Pitching to investors can be daunting. You have to tirelessly arrange meetings, only to hear people tell you why your company won’t work. Even successful companies (that eventually end up raising millions of dollars) hear the word “NO” when fundraising.
Pitching has its upsides though: In addition to the whole potential money aspect, you get to develop your company’s story and talk about strategy with a bunch of smart, experienced people—and that can only help you in the long run.
And while the most important part of any pitch is the company itself, putting together a great presentation can help you get both initial meetings and eventual term sheets.
Here are a few tricks to get you started on the right foot
hear from dozens of companies every day (sometimes more) and don’t have time to read through bulky business plans, as well-thought-out as they may be. Instead, focus on telling your story through a short deck—about 8-12 slides (more on what you should include in those below). When it comes to pitching, this will serve a dual purpose: You can email it to investors
to pique their interest and then use it to tell your story while meeting in person as well.
- Start Early and Get Feedback
While you may have been able To pull off last-minute presentations in college, your company’s pitch will benefit greatly from forethought. Ideally, you should go through 10+ rounds of showing and giving your pitch to knowledgeable friends, mentors, and other entrepreneurs before pitching your first potential investor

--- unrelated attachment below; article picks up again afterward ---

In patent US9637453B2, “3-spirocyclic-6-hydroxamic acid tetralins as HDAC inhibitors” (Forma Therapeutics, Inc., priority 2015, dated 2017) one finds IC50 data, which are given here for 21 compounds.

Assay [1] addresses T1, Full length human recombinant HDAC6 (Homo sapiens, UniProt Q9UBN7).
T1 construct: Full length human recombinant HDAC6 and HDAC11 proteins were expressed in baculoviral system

. Each person you show it to will be able to provide new tips and ask new questions. I spent about two months gathering feedback from people I trusted before showing our deck to a single investor.
- Answer the Important Questions
There are lots of great resources out there covering what should be in a pitch deck, each a little different, but all of them focus on getting to the important stuff as quickly and succinctly as possible. In a nutshell, you want to anticipate the questions potential investors
will ask, then answer them in your presentation.
It’s tempting to put a lot more information in your deck; after all, there are many more things that you’ve been thinking about (e.g., your product roadmap, more detailed go-to-market strategies), but keeping your messages crisp and concise is important to make sure that you drive the most important points home. A good solution is to create the additional slides you want to fit in but doesn't have space for, and then put them in an appendix at the end. That way, if those topics come up in conversation, you can flip there for a visual guide.
Don’t be afraid to adjust your pitch as you talk to more and more investors. You’ll see what piques people’s interest, where there are often questions, and where you tend to get out of order, so make use of these learnings for the next meeting. I liked keeping our deck as a Google Doc so that anyone we’d sent it to always had the most recent (and theoretically, best) version.
Putting together a great pitch can be time-consuming, but it’s well worth it. Remember, it can save you dozens of hours of meetings if it helps you land the right investors
All dressed up and nowhere to go? In my next article, I’ll provide some tips for landing investor